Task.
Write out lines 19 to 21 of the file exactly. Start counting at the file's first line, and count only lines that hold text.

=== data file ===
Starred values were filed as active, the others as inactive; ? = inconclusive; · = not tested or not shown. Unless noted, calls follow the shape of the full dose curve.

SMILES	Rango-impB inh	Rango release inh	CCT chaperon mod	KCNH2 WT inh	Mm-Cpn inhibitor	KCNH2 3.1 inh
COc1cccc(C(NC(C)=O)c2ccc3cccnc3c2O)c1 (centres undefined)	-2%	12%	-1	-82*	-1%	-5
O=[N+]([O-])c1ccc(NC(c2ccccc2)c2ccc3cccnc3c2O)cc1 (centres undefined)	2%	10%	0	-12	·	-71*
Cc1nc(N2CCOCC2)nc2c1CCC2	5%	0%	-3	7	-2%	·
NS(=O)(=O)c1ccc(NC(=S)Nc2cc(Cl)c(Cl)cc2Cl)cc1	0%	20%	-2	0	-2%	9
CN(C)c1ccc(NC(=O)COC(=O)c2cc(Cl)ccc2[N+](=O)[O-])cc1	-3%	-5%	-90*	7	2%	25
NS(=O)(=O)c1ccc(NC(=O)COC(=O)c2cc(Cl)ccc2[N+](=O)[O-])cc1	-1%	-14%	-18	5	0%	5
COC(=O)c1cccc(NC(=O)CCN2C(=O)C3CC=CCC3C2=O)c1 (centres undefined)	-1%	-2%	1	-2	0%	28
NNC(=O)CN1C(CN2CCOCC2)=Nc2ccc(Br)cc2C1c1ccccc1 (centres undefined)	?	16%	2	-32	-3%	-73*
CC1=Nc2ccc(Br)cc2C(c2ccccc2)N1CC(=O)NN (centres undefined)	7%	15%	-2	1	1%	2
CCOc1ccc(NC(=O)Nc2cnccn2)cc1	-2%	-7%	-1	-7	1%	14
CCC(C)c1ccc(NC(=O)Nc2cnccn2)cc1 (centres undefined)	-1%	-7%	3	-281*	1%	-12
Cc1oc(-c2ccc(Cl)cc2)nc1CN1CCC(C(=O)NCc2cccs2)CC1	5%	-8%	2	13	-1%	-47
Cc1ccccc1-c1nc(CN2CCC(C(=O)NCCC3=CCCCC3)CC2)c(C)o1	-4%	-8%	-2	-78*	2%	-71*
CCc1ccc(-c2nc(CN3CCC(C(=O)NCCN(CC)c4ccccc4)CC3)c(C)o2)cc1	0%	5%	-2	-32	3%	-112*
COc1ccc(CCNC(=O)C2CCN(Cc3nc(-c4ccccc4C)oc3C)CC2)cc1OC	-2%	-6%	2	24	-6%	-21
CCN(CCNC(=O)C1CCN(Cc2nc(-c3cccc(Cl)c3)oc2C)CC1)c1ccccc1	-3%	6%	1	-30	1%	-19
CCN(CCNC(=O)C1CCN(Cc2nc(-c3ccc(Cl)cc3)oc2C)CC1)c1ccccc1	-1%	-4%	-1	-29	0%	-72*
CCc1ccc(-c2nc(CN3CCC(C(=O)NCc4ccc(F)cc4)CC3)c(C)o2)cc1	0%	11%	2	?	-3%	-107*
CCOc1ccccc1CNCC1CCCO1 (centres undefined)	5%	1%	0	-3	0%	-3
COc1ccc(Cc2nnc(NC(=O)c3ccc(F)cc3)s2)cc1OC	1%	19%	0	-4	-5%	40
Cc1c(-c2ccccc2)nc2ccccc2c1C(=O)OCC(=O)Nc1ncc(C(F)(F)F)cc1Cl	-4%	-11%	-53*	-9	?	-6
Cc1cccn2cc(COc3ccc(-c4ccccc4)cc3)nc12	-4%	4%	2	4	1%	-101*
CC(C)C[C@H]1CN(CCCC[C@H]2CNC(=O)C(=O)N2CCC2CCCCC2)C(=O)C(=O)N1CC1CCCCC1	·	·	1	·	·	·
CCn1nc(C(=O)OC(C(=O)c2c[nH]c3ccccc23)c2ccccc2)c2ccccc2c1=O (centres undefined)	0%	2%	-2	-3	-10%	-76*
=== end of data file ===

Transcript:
CCN(CCNC(=O)C1CCN(Cc2nc(-c3ccc(Cl)cc3)oc2C)CC1)c1ccccc1	-1%	-4%	-1	-29	0%	-72*
CCc1ccc(-c2nc(CN3CCC(C(=O)NCc4ccc(F)cc4)CC3)c(C)o2)cc1	0%	11%	2	?	-3%	-107*
CCOc1ccccc1CNCC1CCCO1 (centres undefined)	5%	1%	0	-3	0%	-3